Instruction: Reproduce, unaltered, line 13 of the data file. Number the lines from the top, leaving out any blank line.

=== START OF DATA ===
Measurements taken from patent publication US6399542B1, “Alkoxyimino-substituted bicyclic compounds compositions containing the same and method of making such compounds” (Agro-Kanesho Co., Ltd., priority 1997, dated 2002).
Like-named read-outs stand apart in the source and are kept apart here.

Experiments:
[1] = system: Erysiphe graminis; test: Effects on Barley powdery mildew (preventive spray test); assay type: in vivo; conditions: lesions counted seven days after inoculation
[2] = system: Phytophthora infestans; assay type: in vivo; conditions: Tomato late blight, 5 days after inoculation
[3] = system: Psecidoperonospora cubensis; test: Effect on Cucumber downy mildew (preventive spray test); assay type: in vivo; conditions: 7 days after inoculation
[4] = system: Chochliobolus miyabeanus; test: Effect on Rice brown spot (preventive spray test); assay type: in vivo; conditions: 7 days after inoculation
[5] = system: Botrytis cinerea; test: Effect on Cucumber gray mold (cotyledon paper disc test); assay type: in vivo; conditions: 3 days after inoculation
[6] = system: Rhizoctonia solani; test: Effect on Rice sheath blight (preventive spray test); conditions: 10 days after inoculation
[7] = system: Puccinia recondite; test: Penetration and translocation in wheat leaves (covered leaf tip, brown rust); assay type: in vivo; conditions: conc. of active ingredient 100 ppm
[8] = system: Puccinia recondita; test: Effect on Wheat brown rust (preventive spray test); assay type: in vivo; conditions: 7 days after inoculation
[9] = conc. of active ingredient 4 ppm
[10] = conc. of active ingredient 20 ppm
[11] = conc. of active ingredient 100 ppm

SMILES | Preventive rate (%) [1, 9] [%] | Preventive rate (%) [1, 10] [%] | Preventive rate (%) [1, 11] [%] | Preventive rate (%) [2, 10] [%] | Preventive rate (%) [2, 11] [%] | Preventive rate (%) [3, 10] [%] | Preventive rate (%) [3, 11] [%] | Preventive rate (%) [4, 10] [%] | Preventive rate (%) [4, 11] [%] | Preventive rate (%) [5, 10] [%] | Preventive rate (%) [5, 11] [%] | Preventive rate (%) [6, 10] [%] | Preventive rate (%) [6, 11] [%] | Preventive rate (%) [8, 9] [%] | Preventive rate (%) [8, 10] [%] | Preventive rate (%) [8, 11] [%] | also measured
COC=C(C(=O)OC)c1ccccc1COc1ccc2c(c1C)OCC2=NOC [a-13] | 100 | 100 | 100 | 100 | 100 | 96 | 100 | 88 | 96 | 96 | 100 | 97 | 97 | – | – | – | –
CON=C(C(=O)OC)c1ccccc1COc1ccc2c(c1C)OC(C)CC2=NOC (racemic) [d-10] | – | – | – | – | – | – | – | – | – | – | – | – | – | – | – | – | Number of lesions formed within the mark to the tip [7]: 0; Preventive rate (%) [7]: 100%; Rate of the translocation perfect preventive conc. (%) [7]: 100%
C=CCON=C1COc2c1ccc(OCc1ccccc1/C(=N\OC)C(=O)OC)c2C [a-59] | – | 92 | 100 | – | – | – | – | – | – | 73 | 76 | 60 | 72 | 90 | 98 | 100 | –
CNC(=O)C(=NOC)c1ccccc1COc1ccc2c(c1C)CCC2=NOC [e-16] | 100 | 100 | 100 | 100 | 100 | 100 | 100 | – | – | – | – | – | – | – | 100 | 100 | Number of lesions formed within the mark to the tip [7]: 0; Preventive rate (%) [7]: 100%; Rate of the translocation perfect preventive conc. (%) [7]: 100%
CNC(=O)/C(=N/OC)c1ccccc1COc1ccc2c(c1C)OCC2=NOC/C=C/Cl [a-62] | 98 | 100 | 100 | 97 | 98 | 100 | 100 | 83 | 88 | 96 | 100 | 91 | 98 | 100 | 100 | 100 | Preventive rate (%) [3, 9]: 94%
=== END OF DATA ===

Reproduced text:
[10] = conc. of active ingredient 20 ppm